University of Chichester & PGCE Dance

© Jo Hodson-Prior

If you are reading this article, then you are probably already invested in the power of dance. It is both transformative, sparks curiosity and has the capacity to shape lives – for many students, it is the reason that they get out of bed and go into school in the morning. Yet, according to a recent BBC survey (2018) of 1,200 secondary schools, 90% (1,080) said they were ‘cutting back’ (Jeffreys, 2018) on either curriculum time, staffing or facilities in one creative subject. We have seen first hand the impact of cutting Arts in schools and are committed to ensuring that dance and the Arts are at the heart of every child’s education.

Despite the challenges of the current financial and political climate there has never been a better time to train to be a dance teacher, it is now more than ever that we need passionate individuals championing the Arts in schools. The University of Chichester offers a holistic approach to teacher training, embedding the delivery of theoretical content through practical work. PGCE dance students will have the opportunity to experience a range of workshops with local schools exploring SEND, boys dance and Gifted and Talented provision. Subject Study days begin with technique classes in a range of genres, equipping our students to be both inspiring and skilled practitioners. The PGCE dance course is part of a wider programme, which enables students to engage in cutting edge educational practice and work with colleagues in a variety of different subjects within Professional Studies. The programme offers the opportunity to engage in Masters level study, developing criticality and gaining Masters credits that can be put towards a future Masters in Education.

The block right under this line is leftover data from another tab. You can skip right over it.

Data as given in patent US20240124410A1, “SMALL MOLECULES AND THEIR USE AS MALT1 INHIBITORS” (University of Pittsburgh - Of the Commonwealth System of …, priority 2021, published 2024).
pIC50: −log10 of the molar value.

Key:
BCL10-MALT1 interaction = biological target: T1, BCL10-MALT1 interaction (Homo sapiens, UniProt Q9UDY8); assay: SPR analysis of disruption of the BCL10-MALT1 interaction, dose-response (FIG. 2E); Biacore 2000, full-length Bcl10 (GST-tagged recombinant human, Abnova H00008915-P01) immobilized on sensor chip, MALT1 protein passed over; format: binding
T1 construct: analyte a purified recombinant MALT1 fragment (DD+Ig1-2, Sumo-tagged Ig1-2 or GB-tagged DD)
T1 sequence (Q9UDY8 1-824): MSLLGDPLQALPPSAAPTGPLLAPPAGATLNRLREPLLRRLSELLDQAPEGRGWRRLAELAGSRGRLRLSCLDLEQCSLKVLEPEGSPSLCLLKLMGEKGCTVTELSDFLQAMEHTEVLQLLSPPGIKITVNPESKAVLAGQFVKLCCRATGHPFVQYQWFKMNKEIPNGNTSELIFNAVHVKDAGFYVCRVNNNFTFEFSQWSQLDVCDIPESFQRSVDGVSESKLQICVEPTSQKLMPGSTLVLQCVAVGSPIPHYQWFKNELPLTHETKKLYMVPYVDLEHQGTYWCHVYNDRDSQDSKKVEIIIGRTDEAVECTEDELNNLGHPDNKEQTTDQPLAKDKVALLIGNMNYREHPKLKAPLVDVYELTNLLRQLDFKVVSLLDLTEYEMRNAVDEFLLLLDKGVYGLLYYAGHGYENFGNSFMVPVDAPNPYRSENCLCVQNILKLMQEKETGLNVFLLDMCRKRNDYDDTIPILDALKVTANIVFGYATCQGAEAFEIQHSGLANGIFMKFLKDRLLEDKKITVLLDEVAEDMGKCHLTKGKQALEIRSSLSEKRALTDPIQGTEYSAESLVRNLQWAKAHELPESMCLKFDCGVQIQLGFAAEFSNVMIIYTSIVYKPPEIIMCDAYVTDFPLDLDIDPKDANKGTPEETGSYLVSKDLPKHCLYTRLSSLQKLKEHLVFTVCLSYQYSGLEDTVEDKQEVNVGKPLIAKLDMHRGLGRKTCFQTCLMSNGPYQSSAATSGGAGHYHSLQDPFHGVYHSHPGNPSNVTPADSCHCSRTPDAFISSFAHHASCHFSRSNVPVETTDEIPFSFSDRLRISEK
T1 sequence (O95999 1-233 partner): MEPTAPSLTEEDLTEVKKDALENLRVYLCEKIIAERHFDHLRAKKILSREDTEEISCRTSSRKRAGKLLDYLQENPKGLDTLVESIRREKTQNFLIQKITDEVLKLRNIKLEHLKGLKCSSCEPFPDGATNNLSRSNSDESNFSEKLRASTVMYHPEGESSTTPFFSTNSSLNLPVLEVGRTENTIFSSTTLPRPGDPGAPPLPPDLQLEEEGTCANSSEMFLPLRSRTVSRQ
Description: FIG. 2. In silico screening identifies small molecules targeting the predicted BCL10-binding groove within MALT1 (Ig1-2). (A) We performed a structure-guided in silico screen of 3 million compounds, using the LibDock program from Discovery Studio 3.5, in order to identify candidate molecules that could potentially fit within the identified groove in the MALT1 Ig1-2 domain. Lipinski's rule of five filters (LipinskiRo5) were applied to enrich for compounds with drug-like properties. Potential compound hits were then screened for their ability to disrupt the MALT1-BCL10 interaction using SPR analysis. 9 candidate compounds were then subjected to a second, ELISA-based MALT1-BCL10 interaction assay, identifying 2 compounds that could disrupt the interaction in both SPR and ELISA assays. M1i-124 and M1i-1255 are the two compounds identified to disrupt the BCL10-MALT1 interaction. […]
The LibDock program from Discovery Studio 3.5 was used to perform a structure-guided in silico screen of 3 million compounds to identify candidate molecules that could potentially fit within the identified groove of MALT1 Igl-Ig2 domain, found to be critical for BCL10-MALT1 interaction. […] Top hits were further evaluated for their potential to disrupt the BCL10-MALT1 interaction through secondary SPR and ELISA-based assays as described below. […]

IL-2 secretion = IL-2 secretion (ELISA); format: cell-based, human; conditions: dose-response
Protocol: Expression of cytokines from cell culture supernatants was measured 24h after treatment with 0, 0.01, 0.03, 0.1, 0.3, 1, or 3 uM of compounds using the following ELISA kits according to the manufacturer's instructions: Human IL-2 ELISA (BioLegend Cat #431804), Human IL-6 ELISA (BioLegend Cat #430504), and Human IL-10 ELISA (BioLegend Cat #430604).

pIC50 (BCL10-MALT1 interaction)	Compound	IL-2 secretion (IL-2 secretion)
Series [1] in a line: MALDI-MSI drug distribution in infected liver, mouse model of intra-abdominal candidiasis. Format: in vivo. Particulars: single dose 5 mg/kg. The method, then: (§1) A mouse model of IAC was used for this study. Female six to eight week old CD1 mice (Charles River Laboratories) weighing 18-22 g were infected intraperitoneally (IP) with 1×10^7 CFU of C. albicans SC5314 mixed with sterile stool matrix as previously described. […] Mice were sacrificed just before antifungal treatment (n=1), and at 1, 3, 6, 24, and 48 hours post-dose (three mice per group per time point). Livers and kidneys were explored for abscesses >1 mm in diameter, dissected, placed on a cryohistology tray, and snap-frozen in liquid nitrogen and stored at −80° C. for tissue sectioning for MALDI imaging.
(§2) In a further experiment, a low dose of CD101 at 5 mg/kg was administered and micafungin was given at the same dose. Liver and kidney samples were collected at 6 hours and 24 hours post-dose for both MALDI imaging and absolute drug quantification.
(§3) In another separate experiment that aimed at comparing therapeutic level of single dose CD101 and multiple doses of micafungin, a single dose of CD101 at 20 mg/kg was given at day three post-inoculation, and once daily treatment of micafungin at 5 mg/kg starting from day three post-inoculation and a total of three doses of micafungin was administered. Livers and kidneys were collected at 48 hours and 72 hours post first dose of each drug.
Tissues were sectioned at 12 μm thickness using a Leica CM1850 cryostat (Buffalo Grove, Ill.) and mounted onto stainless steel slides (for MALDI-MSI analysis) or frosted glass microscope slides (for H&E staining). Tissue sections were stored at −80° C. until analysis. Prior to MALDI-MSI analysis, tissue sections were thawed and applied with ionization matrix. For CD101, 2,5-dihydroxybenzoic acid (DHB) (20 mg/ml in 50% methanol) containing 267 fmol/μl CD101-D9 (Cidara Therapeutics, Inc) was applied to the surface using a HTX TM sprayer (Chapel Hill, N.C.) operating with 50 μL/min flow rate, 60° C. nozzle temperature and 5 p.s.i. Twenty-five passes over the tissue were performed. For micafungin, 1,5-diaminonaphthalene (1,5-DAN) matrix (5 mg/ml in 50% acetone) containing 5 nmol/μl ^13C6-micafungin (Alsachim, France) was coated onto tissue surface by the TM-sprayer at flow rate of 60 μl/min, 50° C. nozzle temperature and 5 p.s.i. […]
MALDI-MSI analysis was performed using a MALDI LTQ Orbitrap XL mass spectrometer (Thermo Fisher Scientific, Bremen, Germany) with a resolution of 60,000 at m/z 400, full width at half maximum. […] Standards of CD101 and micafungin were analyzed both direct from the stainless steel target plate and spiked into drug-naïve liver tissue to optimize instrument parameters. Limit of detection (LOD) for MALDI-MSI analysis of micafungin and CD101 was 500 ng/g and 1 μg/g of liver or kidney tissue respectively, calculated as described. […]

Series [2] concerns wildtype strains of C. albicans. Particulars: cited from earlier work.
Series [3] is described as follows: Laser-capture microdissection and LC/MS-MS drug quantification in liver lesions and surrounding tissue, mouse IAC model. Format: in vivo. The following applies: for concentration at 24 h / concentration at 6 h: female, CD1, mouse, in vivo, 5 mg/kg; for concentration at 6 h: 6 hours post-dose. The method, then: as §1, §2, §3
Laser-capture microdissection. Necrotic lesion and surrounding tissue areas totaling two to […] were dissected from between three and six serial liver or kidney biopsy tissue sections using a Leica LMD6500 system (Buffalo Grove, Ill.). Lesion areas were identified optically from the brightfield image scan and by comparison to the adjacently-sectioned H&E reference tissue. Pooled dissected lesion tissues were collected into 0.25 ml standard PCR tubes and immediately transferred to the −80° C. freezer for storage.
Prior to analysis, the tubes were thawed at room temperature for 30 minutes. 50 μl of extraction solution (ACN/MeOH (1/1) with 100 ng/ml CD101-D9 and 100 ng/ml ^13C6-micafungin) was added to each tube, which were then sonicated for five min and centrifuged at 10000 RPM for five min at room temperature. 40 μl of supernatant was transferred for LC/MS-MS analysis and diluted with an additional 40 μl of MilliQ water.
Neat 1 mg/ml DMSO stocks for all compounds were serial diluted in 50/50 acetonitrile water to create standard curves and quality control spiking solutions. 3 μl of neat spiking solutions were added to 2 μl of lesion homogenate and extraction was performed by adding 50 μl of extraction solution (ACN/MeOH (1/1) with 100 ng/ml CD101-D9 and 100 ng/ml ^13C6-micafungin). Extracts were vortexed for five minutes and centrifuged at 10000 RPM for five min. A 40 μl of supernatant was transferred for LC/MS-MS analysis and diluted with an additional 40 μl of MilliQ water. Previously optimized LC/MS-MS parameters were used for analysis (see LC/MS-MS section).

The University of Chichester has a long and distinguished record of training teachers dating back to 1839 and our teacher training courses have a strong national and international reputation. University of Chichester are committed to supporting the Department for Education in widening participation from those groups who are currently under-represented in the teaching profession. University of Chichester are proud that our partnership schools are committed to facilitating high quality dance teaching and their mentors are highly trained and respected practitioners, invested in the ethos of our programme. In a post-Brexit Britain it is difficult to foresee what the future holds for the Arts, but there is a need for inspiring and creative teachers to make a difference to young people’s lives.

Jo Hodson-Prior

If you think you have what it takes to be a dance teacher or for further information about The University of Chichester Dance courses, please contact Jo Hodson-Prior or Laure Jackson

Jeffreys, B. (2018). Creative Subjects being squeezed, schools tell BBC.
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